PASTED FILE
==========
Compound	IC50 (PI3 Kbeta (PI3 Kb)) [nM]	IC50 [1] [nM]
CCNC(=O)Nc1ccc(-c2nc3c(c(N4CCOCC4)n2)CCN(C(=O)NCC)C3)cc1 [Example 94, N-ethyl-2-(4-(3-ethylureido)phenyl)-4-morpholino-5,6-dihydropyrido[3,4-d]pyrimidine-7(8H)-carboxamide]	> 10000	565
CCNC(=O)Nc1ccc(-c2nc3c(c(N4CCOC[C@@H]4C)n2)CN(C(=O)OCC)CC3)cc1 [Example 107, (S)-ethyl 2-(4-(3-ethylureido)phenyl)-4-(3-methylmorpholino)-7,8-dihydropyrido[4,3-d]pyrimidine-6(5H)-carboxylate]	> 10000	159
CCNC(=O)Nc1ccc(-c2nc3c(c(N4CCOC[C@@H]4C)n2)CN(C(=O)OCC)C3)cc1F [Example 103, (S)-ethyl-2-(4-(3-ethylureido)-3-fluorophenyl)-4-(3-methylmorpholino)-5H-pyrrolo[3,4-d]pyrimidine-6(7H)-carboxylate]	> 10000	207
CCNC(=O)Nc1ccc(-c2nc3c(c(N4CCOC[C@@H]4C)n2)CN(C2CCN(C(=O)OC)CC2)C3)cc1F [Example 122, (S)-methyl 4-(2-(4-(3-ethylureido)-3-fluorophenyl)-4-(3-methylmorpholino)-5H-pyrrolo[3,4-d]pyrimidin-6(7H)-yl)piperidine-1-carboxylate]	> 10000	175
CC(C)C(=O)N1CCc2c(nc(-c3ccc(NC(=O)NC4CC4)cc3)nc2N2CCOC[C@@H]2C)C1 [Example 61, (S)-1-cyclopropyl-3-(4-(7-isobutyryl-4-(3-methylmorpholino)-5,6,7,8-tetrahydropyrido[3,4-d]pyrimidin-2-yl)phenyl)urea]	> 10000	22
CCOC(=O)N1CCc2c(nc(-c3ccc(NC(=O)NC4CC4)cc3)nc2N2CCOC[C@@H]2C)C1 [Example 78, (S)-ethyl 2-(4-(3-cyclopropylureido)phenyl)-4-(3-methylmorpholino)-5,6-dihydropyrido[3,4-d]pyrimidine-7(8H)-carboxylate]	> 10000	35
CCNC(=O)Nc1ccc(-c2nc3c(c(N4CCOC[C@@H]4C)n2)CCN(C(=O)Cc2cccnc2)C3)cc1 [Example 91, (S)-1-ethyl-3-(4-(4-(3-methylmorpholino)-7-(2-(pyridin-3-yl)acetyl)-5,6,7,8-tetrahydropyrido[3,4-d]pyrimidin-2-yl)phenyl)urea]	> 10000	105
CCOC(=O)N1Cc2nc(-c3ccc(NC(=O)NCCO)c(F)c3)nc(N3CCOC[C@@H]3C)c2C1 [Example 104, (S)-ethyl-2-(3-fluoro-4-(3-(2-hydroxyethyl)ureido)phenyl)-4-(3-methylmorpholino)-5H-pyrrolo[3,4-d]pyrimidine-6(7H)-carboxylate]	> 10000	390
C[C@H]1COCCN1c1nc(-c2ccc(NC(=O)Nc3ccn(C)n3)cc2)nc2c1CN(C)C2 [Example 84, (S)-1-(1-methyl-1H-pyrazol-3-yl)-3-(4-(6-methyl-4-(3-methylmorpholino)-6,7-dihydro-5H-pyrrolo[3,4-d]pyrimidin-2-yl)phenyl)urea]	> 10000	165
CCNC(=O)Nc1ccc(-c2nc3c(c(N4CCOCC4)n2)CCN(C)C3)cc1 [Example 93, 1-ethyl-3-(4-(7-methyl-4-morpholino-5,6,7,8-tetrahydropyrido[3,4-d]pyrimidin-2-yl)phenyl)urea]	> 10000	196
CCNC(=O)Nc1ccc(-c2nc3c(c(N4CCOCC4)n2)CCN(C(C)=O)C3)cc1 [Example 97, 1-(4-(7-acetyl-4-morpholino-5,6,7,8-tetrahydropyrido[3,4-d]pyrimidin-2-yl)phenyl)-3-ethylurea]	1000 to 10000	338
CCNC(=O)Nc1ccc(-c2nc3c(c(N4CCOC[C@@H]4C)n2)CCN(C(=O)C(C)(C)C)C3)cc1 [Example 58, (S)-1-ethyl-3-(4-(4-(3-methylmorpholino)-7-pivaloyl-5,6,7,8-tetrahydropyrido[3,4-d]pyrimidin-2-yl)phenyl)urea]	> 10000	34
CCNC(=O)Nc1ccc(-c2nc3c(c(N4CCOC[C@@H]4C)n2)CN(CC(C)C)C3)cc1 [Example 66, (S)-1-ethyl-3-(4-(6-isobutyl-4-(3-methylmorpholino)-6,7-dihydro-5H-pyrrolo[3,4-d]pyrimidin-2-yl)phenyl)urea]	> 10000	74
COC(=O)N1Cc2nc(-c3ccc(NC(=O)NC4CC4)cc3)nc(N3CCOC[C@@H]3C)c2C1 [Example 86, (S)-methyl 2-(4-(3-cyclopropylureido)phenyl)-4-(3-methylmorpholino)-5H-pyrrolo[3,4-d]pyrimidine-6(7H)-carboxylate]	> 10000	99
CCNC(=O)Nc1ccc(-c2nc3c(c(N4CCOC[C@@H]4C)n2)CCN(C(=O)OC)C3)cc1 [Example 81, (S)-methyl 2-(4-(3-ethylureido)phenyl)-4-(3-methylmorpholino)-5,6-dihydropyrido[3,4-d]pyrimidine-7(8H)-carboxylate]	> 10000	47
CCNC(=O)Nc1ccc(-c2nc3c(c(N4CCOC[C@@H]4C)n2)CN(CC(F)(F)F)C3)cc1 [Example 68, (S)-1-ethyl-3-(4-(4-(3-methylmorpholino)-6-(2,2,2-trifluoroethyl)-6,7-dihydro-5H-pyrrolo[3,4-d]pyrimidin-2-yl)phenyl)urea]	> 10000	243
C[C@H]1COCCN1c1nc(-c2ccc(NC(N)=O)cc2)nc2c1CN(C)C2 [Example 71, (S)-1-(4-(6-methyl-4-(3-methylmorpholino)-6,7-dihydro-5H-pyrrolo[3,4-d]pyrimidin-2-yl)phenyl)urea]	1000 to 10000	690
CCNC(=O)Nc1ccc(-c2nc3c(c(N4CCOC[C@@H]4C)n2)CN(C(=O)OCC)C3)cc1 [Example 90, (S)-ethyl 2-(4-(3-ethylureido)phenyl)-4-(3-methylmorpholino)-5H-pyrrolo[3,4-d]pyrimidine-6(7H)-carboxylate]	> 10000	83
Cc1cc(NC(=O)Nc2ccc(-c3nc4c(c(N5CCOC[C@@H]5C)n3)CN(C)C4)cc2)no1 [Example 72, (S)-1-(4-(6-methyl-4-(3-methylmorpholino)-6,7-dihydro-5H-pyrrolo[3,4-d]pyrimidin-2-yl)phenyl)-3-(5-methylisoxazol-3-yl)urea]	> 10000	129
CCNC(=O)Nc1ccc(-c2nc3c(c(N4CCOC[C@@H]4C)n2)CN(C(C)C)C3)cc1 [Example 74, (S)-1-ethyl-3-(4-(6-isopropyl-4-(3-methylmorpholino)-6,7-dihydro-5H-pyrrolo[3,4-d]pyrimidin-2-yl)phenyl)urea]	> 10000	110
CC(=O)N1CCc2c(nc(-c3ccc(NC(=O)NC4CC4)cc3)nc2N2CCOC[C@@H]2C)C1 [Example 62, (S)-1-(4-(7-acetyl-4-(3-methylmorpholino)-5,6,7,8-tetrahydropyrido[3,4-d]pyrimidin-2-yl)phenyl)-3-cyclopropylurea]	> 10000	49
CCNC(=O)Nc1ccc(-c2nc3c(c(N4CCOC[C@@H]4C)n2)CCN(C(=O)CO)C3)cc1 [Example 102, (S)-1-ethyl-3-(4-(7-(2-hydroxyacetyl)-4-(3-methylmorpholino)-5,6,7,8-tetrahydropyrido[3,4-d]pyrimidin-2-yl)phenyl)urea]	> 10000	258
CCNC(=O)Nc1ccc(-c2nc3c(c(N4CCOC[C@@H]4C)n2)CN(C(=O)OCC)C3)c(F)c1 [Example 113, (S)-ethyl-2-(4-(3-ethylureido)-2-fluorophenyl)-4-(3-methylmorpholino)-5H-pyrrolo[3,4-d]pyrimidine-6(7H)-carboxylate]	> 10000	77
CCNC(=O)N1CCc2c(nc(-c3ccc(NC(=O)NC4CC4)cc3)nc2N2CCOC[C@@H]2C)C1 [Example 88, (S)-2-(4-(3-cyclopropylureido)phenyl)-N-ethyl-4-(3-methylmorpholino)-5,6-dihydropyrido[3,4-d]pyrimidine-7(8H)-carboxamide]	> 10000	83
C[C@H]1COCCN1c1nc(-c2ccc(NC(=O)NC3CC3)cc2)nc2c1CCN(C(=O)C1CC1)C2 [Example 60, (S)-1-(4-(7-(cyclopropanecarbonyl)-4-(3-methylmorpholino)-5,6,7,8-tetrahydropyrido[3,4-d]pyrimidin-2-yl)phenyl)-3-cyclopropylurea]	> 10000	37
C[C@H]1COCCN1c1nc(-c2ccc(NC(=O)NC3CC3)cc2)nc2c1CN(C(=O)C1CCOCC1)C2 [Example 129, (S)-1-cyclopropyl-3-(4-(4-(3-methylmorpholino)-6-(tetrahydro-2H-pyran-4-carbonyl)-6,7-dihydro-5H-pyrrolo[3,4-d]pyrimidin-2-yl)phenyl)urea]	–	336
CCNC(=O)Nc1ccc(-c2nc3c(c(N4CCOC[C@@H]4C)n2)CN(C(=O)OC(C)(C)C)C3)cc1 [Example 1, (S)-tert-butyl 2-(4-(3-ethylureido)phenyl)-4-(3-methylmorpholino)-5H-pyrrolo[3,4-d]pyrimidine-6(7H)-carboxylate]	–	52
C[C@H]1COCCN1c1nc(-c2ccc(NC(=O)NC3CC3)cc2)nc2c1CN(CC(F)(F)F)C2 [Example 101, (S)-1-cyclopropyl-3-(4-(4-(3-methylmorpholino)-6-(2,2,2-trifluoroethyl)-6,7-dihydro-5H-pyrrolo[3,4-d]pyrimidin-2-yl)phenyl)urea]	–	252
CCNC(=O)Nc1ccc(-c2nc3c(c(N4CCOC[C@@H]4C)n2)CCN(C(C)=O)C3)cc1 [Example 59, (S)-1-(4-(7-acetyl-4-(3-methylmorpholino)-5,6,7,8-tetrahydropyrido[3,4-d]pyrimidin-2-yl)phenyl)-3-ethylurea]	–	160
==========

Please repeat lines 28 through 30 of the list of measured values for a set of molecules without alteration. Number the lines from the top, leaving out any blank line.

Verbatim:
CCNC(=O)Nc1ccc(-c2nc3c(c(N4CCOC[C@@H]4C)n2)CN(C(=O)OC(C)(C)C)C3)cc1 [Example 1, (S)-tert-butyl 2-(4-(3-ethylureido)phenyl)-4-(3-methylmorpholino)-5H-pyrrolo[3,4-d]pyrimidine-6(7H)-carboxylate]	–	52
C[C@H]1COCCN1c1nc(-c2ccc(NC(=O)NC3CC3)cc2)nc2c1CN(CC(F)(F)F)C2 [Example 101, (S)-1-cyclopropyl-3-(4-(4-(3-methylmorpholino)-6-(2,2,2-trifluoroethyl)-6,7-dihydro-5H-pyrrolo[3,4-d]pyrimidin-2-yl)phenyl)urea]	–	252
CCNC(=O)Nc1ccc(-c2nc3c(c(N4CCOC[C@@H]4C)n2)CCN(C(C)=O)C3)cc1 [Example 59, (S)-1-(4-(7-acetyl-4-(3-methylmorpholino)-5,6,7,8-tetrahydropyrido[3,4-d]pyrimidin-2-yl)phenyl)-3-ethylurea]	–	160